Graduate students filling the Compton Family Ice Arena.
The University of Notre Dame Graduate School recognized 437 master’s and 245 doctoral degree recipients and presented several awards during Commencement ceremonies Saturday (May 16) in the Compton Family Ice Arena.
Dr. Jane McAuliffe, a scholar of the Quran and early Islamic history, former president of Bryn Mawr College, and current director of the John W. Kluge Center at the Library of Congress, delivered the commencement address.
In her address, McAuliffe first described two important trends in higher education: learner-centered pedagogy and university internationalization. Some recent experiments in online education and competency-based education, she said, have been “over hyped,” and there are certainly upsides and downsides of university internationalization; yet, she firmly believes that we are on the cusp of the most exciting period of higher education. That confidence, McAuliffe said, is based on one concept: “learning.”
Dr. Jane McAuliffe delivering the commencement address.
“But the promise of learner-centered pedagogy and of global networks of learning will only succeed if they reinforce rather than undermine the core functions of our best educational institutions: the nurture and formation of human persons, the unfettered search for knowledge on every possible front and the persistent pursuit of public benefit and social good,” she said. “These core functions constitute the measuring stick with which we can assess all the disruptive technologies and all the transnational initiatives that we face today and that we will face tomorrow.”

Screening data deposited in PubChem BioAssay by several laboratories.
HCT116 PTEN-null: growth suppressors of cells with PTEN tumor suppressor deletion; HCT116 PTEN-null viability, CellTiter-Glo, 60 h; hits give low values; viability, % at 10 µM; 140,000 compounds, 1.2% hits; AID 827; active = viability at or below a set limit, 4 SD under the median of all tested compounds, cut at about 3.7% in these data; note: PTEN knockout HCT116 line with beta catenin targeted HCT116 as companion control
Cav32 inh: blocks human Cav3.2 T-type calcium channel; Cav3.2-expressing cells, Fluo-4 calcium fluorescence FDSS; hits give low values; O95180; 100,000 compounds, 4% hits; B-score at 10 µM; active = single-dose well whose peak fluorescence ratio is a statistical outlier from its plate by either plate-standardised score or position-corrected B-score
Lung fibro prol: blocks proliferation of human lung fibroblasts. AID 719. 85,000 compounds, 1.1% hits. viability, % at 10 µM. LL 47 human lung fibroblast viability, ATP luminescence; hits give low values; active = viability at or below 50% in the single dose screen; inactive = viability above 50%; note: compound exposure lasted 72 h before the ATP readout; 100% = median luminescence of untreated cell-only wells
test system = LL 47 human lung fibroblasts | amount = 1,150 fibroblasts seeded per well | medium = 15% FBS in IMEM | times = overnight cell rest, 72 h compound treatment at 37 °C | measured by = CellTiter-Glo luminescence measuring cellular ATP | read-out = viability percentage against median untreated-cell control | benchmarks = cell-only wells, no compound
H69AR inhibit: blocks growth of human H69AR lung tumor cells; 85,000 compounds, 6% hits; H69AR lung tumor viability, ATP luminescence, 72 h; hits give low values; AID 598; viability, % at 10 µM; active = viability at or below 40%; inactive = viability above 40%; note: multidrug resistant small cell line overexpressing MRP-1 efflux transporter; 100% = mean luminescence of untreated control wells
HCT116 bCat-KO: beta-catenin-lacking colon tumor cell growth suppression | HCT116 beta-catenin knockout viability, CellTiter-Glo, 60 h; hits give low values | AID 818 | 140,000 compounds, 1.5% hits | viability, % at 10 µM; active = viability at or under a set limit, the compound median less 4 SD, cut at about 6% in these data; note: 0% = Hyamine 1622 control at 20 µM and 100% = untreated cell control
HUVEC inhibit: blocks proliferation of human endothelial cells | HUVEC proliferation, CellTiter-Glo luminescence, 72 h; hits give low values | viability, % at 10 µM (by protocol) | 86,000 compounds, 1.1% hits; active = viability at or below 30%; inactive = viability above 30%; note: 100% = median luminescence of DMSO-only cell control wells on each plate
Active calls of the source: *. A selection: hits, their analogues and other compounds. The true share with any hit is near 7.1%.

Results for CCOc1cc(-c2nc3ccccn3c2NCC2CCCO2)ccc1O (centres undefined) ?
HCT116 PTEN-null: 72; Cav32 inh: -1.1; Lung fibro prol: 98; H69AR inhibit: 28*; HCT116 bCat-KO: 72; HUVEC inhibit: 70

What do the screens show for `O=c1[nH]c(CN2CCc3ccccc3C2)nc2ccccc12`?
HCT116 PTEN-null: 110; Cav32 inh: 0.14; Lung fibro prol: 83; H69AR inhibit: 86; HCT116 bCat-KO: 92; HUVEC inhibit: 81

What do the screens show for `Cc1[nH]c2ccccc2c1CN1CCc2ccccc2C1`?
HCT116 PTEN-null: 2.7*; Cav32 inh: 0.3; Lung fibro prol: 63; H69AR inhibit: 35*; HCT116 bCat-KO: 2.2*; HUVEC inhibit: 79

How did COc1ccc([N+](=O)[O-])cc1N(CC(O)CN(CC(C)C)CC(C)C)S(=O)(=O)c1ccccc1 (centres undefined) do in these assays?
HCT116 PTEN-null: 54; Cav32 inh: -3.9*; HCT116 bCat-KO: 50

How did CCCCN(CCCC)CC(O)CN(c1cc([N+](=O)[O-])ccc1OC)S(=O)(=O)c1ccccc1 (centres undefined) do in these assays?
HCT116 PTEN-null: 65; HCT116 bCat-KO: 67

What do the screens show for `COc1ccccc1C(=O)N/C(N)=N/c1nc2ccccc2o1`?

Graduates of Notre Dame, McAuliffe noted, are “particularly well-equipped” to wield and utilize that measuring stick.
Rev. John I. Jenkins, C.S.C., president of the University of Notre Dame.
“You have been part of an academic community that takes student formation seriously, that even speaks of it in vocational terms. You have undertaken research in an institution that values the search for truth, that can look to a legacy of philosophical and theological reflection that finds beauty in that search far beyond its utilitarian benefits. And you have chosen to conduct your scholarly endeavors in a Catholic university that cares, one whose commitment to social justice and human betterment infuses all that it does.”
At the ceremony, the Graduate School also recognized the winners of several annual awards—including the Eli J. and Helen Shaheen Awards, the Distinguished Alumnus Award, the James A. Burns, CSC faculty Award, and the Director of Graduate Studies Award.